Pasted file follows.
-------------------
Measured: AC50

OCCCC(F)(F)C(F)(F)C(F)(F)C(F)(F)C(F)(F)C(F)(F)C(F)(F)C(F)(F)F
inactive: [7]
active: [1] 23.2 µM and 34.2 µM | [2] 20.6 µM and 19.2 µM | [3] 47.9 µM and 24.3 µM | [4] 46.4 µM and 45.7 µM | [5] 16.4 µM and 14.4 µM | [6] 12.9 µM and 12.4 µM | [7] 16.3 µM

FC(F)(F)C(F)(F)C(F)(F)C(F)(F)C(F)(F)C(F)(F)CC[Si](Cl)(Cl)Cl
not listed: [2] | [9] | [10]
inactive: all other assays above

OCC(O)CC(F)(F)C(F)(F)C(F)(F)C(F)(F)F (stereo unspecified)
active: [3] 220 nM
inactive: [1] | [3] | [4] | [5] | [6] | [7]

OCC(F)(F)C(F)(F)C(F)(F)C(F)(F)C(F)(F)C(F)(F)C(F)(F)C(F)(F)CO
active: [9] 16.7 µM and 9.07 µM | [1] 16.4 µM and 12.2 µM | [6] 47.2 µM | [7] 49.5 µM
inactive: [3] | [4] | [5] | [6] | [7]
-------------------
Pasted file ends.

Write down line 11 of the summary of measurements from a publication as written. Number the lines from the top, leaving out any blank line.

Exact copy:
OCC(F)(F)C(F)(F)C(F)(F)C(F)(F)C(F)(F)C(F)(F)C(F)(F)C(F)(F)CO